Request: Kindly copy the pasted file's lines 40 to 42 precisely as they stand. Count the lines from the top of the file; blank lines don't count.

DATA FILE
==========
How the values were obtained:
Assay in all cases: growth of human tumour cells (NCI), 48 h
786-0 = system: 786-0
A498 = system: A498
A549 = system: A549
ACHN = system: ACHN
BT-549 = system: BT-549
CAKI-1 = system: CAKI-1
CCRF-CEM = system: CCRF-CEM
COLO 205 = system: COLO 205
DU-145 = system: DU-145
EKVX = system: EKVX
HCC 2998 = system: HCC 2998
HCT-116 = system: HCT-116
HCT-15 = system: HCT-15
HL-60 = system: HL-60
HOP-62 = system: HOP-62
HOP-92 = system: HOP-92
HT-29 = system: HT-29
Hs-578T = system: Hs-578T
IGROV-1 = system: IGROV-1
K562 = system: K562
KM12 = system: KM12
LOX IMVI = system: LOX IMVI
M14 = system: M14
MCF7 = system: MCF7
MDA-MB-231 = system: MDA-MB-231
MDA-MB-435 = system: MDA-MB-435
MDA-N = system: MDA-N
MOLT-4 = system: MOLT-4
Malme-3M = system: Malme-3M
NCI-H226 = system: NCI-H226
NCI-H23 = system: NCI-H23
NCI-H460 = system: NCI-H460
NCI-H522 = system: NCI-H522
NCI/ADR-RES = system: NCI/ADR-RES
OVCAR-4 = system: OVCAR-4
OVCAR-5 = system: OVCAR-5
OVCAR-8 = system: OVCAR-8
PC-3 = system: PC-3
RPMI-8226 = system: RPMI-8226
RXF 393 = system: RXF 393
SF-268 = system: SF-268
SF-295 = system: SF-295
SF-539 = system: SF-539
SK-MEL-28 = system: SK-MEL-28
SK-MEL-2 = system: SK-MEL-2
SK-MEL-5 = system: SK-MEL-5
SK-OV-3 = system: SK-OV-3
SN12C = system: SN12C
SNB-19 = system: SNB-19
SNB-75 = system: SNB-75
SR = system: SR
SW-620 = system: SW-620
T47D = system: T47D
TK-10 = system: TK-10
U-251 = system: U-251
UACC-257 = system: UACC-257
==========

PC-3 = system: PC-3
RPMI-8226 = system: RPMI-8226
RXF 393 = system: RXF 393